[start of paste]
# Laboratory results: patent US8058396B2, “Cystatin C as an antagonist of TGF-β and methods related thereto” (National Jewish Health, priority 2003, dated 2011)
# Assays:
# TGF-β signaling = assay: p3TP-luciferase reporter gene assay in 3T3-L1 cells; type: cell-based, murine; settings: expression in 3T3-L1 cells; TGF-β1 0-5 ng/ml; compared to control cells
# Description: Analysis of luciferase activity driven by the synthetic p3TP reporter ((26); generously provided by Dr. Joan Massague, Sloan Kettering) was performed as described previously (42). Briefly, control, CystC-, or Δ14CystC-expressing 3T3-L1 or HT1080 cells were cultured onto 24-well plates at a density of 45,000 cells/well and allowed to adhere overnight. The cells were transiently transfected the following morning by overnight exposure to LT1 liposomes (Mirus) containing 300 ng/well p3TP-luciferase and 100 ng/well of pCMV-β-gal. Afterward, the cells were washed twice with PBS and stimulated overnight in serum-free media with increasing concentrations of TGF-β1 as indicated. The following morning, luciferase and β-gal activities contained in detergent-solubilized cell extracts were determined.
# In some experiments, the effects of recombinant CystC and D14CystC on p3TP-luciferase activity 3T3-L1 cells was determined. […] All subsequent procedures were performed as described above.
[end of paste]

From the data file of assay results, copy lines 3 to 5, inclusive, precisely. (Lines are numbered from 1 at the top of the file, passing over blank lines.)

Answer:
# TGF-β signaling = assay: p3TP-luciferase reporter gene assay in 3T3-L1 cells; type: cell-based, murine; settings: expression in 3T3-L1 cells; TGF-β1 0-5 ng/ml; compared to control cells
# Description: Analysis of luciferase activity driven by the synthetic p3TP reporter ((26); generously provided by Dr. Joan Massague, Sloan Kettering) was performed as described previously (42). Briefly, control, CystC-, or Δ14CystC-expressing 3T3-L1 or HT1080 cells were cultured onto 24-well plates at a density of 45,000 cells/well and allowed to adhere overnight. The cells were transiently transfected the following morning by overnight exposure to LT1 liposomes (Mirus) containing 300 ng/well p3TP-luciferase and 100 ng/well of pCMV-β-gal. Afterward, the cells were washed twice with PBS and stimulated overnight in serum-free media with increasing concentrations of TGF-β1 as indicated. The following morning, luciferase and β-gal activities contained in detergent-solubilized cell extracts were determined.
# In some experiments, the effects of recombinant CystC and D14CystC on p3TP-luciferase activity 3T3-L1 cells was determined. […] All subsequent procedures were performed as described above.